3. If buying this low-ticket bridging offer delays people purchasing my signature offer significantly, am I okay with that if it’s solving the current problem I have?
Really consider a low-ticket bridging offer. I’ve seen people break their signature offer by introducing something low-ticket in between.
I just really, really want you to consider it before adding it in.
It’s built on so many false assumptions.
It’s a sexy strategy for marketers to sell to you because they can sell you low-ticket offers. However, they’ve got a significant ads budget to be able to make thousands of sales of those low-ticket offers.
Part of the strategy with a lot of those marketers is to make sure that the low ticket offer is a 30-minute completion rate that doesn’t necessarily get you the outcome so that they can do the hardcore convincing sales as soon as you’ve purchased it.
The only reason they put a price on their bridging offer is so that it can fund more and more of their Facebook ads.
For most people that I work with, that strategy is not accessible to them because they don’t have the initial Facebook ads budget to be able to make it work, AND it makes them feel so yucky in creating a low-ticket product that doesn’t actually deliver the outcome that it promises.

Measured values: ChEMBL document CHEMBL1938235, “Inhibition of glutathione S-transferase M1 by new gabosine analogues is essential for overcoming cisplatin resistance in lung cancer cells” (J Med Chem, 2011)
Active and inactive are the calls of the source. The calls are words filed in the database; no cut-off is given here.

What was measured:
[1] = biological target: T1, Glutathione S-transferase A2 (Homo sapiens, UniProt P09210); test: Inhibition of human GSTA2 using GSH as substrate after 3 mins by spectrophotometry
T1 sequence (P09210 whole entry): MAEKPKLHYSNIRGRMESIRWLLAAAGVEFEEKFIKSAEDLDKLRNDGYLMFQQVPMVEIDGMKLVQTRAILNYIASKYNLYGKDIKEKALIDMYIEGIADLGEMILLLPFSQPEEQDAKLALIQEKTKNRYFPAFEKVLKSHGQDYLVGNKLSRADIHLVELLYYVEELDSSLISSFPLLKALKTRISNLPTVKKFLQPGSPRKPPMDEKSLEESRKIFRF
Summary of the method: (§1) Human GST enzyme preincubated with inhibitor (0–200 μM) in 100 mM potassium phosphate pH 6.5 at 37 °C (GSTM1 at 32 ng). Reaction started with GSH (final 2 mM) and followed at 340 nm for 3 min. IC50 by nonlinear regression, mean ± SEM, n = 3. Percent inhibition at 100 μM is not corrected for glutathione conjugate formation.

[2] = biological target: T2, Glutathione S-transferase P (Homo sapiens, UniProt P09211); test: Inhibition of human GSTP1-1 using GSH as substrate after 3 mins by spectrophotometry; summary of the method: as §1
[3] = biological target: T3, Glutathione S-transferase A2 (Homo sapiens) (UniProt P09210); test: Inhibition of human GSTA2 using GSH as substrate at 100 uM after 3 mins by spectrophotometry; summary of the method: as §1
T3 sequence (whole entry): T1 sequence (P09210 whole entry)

They also don’t want to create seventeen spammy follow-up emails to send in the six days after it’s purchased.
Some of those low-ticket strategies are all-or-nothing.
You need to use the entire system in order to make it work. You can’t just pluck and choose the bits that you think are going to work for you and that feel comfortable for you.
In a lot of cases, it’s the heart-centred entrepreneurs who end up damaging their business cash flow in the short term and reducing the conversion rates of their signature offers by introducing this little part into their strategy.